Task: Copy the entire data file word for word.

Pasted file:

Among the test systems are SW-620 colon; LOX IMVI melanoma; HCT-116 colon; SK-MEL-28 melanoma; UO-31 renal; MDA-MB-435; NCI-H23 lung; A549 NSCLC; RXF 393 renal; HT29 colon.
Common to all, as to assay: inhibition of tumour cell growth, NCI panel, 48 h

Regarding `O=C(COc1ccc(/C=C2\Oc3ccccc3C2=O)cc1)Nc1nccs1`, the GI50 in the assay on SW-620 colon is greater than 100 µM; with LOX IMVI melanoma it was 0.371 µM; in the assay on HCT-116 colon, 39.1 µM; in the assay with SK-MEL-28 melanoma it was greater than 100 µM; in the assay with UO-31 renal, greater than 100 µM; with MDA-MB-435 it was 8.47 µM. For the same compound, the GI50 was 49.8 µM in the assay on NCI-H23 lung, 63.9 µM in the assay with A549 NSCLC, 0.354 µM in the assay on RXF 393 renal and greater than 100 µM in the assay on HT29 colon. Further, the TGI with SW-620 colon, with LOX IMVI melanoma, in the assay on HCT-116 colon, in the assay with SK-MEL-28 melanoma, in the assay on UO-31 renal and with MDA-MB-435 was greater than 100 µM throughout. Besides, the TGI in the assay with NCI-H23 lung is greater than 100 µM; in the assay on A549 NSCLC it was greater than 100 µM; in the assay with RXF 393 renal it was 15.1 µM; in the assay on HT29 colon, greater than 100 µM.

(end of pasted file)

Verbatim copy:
Among the test systems are SW-620 colon; LOX IMVI melanoma; HCT-116 colon; SK-MEL-28 melanoma; UO-31 renal; MDA-MB-435; NCI-H23 lung; A549 NSCLC; RXF 393 renal; HT29 colon.
Common to all, as to assay: inhibition of tumour cell growth, NCI panel, 48 h

Regarding `O=C(COc1ccc(/C=C2\Oc3ccccc3C2=O)cc1)Nc1nccs1`, the GI50 in the assay on SW-620 colon is greater than 100 µM; with LOX IMVI melanoma it was 0.371 µM; in the assay on HCT-116 colon, 39.1 µM; in the assay with SK-MEL-28 melanoma it was greater than 100 µM; in the assay with UO-31 renal, greater than 100 µM; with MDA-MB-435 it was 8.47 µM. For the same compound, the GI50 was 49.8 µM in the assay on NCI-H23 lung, 63.9 µM in the assay with A549 NSCLC, 0.354 µM in the assay on RXF 393 renal and greater than 100 µM in the assay on HT29 colon. Further, the TGI with SW-620 colon, with LOX IMVI melanoma, in the assay on HCT-116 colon, in the assay with SK-MEL-28 melanoma, in the assay on UO-31 renal and with MDA-MB-435 was greater than 100 µM throughout. Besides, the TGI in the assay with NCI-H23 lung is greater than 100 µM; in the assay on A549 NSCLC it was greater than 100 µM; in the assay with RXF 393 renal it was 15.1 µM; in the assay on HT29 colon, greater than 100 µM.